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BTS Requests Deferral From Military Enlistment

All seven members of the group have applied to delay mandatory enlistment so they can continue their activities as artists through 2022

Oysmita Majumder Nov 26, 2021

Photo: Courtesy of the artist

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On November 25th, 2021, it was reported that all seven members of South Korean group BTS have submitted applications for deferring their military enlistments for the purpose of continuing working together and promoting as a group until December 2022.

Under the original South Korean Military Service Act, all able-bodied male citizens between the ages of 18 to 28 years must enlist in the military and serve for a period of around 20 months. However, exemption from the otherwise mandatory service would be provided to athletes who had won medals at the Olympics or Asian Games, or to classical and folk musicians who had won specific awards, as they are responsible for boosting the country’s prestige via their work-based achievements. 

An amendment to the ‘Military Service Act’ was announced last year on December 1st, 2020, after the massive international success of BTS’ first all-English single, “Dynamite.” The South Korean national assembly introduced the amendments just days prior to the group’s oldest member Jin’s 28th birthday. The revised law now allows K-pop artists who’ve received government medals for their domestic and global contributions– like the highly prestigious ‘Hwagwan Order of Cultural Merit,’ (which was awarded to all seven members of  BTS, circa 2018)–to defer their enlistments till the age of 30.

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Due to the law’s revision, Jin will now be able to continue participating in all group activities, until his 30th birthday in December 2022. In another hotly-debated topic among South Korean netizens, the country’s National Assembly is yet to decide on a possible exemption of BTS from the country’s mandatory military service. A subcommittee of the South Korean National Assembly’s defence committee met this Thursday to debate the prospect of their military exemption in the near future, as a result of the group’s extensive work in promoting Korean culture on a global scale.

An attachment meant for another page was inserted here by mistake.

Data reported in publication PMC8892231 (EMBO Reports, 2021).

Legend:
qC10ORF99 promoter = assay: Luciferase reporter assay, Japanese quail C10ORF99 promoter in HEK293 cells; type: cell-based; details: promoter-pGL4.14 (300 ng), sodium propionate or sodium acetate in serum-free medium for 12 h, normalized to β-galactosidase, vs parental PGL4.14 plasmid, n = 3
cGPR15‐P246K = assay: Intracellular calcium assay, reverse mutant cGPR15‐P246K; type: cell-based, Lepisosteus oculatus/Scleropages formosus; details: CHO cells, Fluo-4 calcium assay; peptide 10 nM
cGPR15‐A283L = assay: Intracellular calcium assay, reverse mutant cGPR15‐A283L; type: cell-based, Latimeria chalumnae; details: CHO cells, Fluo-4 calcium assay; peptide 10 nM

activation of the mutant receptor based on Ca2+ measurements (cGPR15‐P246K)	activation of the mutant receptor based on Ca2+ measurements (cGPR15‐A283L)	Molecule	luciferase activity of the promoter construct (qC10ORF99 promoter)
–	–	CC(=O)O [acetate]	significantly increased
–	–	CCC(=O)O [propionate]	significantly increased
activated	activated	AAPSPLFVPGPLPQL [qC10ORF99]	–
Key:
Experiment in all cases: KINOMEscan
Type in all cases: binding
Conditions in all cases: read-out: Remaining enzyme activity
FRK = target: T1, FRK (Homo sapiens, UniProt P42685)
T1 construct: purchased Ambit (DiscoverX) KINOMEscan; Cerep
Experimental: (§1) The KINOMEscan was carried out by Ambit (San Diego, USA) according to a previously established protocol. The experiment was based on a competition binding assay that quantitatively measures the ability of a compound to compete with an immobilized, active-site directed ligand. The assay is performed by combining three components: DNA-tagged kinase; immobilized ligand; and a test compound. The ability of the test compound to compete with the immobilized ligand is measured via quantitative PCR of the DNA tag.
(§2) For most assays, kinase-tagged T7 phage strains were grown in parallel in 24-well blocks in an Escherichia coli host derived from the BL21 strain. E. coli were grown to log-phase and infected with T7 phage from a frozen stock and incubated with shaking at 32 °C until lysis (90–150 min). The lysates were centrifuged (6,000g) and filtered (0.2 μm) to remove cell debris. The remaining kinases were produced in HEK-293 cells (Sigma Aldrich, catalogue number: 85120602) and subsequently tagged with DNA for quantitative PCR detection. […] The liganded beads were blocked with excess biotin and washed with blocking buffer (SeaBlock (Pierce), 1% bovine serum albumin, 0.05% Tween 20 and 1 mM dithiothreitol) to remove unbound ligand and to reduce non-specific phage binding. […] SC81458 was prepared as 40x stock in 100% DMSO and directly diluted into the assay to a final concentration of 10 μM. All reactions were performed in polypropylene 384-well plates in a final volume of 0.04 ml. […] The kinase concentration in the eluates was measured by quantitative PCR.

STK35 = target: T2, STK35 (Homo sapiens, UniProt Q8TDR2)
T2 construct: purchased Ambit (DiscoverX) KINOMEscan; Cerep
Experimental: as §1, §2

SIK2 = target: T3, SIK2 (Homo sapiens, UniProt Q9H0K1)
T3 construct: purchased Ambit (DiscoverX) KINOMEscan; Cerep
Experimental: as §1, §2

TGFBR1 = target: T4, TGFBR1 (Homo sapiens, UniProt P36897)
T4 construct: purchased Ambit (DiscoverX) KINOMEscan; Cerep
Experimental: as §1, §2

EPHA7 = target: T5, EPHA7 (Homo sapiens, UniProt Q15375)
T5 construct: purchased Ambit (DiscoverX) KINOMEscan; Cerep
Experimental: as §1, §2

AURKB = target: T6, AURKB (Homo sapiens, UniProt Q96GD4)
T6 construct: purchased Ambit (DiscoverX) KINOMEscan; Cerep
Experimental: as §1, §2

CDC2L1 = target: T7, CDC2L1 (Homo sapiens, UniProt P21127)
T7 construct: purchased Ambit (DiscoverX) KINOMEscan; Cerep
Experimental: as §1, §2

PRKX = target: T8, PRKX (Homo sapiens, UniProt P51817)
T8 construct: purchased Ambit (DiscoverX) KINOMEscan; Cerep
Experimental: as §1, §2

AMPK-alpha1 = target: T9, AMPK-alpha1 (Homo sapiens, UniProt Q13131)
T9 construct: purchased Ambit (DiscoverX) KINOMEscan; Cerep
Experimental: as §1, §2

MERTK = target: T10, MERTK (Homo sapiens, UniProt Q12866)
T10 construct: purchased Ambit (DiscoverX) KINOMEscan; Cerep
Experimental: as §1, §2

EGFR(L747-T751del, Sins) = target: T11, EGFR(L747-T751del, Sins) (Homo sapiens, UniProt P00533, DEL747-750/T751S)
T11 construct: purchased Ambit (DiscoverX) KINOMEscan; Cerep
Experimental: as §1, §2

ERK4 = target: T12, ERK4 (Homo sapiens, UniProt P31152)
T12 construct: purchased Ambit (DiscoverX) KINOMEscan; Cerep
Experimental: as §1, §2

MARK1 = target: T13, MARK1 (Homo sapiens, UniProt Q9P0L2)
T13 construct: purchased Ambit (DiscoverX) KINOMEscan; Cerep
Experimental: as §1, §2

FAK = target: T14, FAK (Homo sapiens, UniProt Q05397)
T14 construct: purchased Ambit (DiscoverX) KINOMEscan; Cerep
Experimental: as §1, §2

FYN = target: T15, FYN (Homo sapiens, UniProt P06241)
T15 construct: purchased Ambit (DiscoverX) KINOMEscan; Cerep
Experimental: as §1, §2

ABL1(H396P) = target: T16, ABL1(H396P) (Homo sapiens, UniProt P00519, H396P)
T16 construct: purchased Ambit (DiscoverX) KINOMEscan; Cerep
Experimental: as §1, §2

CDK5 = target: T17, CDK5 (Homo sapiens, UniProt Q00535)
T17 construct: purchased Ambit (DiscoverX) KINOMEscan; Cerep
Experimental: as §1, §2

As cultural envoys and diplomats to South Korea and a significant contributor to the country’s economy, BTS’ global influence is impossible to ignore. The septet’s growing popularity is not merely limited to the spread of Hallyu –their efforts have been stated to be responsible for sparking and perpetuating an interest towards the study of the Korean language, culture, television, films, fashion and food internationally. They’ve also been largely involved in fueling tourism inside of Korea (an estimated one in every 13 tourists are said to visit the country for BTS-related reasons). Economically speaking, BTS is stated to be single-handedly bringing in an estimated $5 billion a year to the national economy–that’s around half a percent of the country’s entire economy and an unprecedented feat. The cash inflows generated from the standalone single “Dynamite” estimatedly contributed towards creating around 8000 jobs during the COVID-19 pandemic. Hence, the meeting held on Thursday was in regards to debating the scope of the ‘BTS Law’ bill. If passed, it would allow K-pop stars (including BTS) to continue working in their field for 34 months under an alternative program instead of going through active-duty service for the usual 18 to 22 months in the military.

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After reportedly reaching a standstill in the consensus on whether the exemption would be extended to include K-pop stars as well, the subcommittee will now be taking into consideration “social aspects and public opinion” to review the matter further and pass a well-informed judgment.

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